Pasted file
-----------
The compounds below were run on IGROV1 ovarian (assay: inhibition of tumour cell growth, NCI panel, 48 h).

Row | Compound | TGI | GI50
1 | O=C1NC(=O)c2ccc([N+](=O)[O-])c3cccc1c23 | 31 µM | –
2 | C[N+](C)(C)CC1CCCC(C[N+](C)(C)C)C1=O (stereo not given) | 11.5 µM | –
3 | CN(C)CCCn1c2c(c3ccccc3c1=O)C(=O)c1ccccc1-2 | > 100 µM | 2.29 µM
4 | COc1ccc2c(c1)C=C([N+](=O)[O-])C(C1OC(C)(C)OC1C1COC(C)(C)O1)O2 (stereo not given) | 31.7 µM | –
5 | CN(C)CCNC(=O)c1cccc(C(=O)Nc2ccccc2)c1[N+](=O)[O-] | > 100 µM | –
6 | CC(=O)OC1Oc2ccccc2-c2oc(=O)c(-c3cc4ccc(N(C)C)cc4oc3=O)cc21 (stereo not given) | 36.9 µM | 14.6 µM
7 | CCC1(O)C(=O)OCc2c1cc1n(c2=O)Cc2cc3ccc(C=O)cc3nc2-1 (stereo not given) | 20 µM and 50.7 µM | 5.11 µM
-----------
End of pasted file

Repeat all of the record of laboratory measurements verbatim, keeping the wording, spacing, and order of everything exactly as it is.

The compounds below were run on IGROV1 ovarian (assay: inhibition of tumour cell growth, NCI panel, 48 h).

Row | Compound | TGI | GI50
1 | O=C1NC(=O)c2ccc([N+](=O)[O-])c3cccc1c23 | 31 µM | –
2 | C[N+](C)(C)CC1CCCC(C[N+](C)(C)C)C1=O (stereo not given) | 11.5 µM | –
3 | CN(C)CCCn1c2c(c3ccccc3c1=O)C(=O)c1ccccc1-2 | > 100 µM | 2.29 µM
4 | COc1ccc2c(c1)C=C([N+](=O)[O-])C(C1OC(C)(C)OC1C1COC(C)(C)O1)O2 (stereo not given) | 31.7 µM | –
5 | CN(C)CCNC(=O)c1cccc(C(=O)Nc2ccccc2)c1[N+](=O)[O-] | > 100 µM | –
6 | CC(=O)OC1Oc2ccccc2-c2oc(=O)c(-c3cc4ccc(N(C)C)cc4oc3=O)cc21 (stereo not given) | 36.9 µM | 14.6 µM
7 | CCC1(O)C(=O)OCc2c1cc1n(c2=O)Cc2cc3ccc(C=O)cc3nc2-1 (stereo not given) | 20 µM and 50.7 µM | 5.11 µM